"When someone has an acute viral infection it can be difficult to take a deep breath and not cough because the airways are irritated. That's all it means. It doesn't say anything about fibrosis, even though people with fibrosis might struggle doing it. Being able to hold your breath for 10 seconds also doesn't mean someone doesn't have coronavirus."
Myth: If you have a runny nose, it's just a cold
CLAIM: "If you have a runny nose and sputum, you have a common cold. Coronavirus pneumonia is a dry cough with no runny nose."
REALITY: This isn't completely true, Atmar said. A runny nose can be a symptom of the flu, allergies and other illnesses.
And while many patients of the coronavirus do have a dry cough, those with coronavirus pneumonia also have had or could have a productive, or "wet," cough which produces phlegm (sputum), according to Atmar.
Myth: If you have the coronavirus, you'll get pneumonia
CLAIM: "The virus then blends into a nasal fluid that enters the trachea and then the lungs, causing pneumonia." The post also said the virus first infects the throat, which would give patients a sore throat for three to four days before blending into a nasal fluid.
REALITY: This is also not entirely accurate.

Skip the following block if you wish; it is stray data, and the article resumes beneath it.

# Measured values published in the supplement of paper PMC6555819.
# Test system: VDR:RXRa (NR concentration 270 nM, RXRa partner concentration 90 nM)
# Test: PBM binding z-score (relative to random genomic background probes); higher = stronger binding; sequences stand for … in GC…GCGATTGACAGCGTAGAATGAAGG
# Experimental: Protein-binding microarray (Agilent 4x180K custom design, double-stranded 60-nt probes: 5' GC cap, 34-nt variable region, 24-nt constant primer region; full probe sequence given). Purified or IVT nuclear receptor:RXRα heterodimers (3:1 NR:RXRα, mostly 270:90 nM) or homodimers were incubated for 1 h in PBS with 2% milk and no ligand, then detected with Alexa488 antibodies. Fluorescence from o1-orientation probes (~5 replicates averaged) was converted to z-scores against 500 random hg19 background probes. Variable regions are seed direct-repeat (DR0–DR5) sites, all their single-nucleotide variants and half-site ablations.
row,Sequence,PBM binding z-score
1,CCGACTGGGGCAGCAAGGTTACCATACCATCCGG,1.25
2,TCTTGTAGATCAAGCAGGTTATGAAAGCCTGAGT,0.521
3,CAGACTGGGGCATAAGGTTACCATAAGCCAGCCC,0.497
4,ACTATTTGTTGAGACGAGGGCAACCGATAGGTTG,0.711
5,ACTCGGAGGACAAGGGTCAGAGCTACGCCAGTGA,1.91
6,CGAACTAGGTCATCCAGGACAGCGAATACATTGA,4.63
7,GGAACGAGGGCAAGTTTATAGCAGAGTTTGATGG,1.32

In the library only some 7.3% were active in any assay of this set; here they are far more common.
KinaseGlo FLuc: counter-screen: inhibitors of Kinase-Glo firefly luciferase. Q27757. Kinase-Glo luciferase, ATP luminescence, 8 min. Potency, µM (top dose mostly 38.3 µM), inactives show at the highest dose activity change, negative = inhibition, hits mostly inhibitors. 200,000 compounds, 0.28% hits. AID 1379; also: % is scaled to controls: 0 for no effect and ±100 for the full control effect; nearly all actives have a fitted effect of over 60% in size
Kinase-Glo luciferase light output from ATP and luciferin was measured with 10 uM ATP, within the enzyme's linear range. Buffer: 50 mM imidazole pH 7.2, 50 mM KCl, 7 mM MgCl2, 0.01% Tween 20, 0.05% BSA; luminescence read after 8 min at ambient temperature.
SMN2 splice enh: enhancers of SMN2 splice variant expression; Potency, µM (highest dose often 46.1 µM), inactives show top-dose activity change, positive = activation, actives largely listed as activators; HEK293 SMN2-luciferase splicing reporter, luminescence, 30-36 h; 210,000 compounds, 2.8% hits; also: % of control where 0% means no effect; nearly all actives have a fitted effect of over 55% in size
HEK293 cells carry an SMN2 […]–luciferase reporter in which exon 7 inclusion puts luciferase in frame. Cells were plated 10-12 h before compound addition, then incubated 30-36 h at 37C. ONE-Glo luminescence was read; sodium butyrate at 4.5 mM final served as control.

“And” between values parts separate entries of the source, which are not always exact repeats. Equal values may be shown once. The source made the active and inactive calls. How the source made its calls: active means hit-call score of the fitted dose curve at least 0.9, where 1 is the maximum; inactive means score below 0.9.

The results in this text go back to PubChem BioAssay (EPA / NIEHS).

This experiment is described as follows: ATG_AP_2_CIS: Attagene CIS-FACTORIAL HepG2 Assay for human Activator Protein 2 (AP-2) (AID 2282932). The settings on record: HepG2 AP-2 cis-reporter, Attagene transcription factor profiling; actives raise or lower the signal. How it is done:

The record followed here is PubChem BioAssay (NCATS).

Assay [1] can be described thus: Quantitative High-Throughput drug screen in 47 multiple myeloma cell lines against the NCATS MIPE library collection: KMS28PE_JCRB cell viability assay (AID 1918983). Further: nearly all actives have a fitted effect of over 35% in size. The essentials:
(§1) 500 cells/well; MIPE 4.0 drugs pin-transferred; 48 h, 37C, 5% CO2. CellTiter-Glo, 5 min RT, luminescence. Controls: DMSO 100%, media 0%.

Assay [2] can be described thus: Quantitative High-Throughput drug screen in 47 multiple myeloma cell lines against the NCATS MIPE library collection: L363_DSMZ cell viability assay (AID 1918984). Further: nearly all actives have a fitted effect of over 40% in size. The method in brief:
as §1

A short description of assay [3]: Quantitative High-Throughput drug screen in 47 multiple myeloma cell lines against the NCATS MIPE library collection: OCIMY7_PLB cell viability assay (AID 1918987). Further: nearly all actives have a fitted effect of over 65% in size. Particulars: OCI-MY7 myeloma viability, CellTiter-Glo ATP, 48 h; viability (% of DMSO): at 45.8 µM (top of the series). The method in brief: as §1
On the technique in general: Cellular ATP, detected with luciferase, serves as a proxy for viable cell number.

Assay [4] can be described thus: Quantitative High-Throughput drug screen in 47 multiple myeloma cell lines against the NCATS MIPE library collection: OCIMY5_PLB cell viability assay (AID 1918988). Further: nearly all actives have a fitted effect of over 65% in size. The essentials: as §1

The time sequence for coronavirus symptoms vary from patient to patient, and not all patients will have a sore throat, Atmar said. Not everyone with a sore throat has coronavirus, either, and not all coronavirus patients will develop pneumonia.
Myth: Coronavirus patients will experience a drowning sensation
CLAIM: "The nasal congestion is not like the normal kind. You feel like you're drowning.
REALITY: This isn't true.
"That does not sound like any other respiratory virus people are infected with and many patients with coronavirus have not had nasal infection at all," Atmar told CNN.
Myth: By the time a person with coronavirus is hospitalized, their lungs will have experienced fibrosis
CLAIM: "By the time they have fever and/or cough and go to the hospital, the lung is usually 50% fibrosis and it's too late."
Fibrosis is the irreversible scarring of the lung which can lead to respiratory failure.
REALITY: This is totally incorrect.
"This information is extremely alarmist," Atmar said. "Fibrosis only develops in the minority of patients and 80 percent of coronavirus patients experience only the mild symptoms of the disease, so this is incorrect."
The incubation period for coronavirus, Atmar said, is two to 14 days. Symptoms usually begin with five to six days of exposure, with the first week including a cough, sore throat, fever, and muscle aches. Only the minority of patients will experience the second week of severe respiratory symptoms and may be at risk of fibrosis.
While the coronavirus is an issue everyone in the world should be taking seriously, the spread of false information can be both dangerous and deadly.
If you aren't sure if something you are reading about the coronavirus is correct, the best thing to do to is to check with the Centers for Disease Control and Prevention or your local health department -- not social media.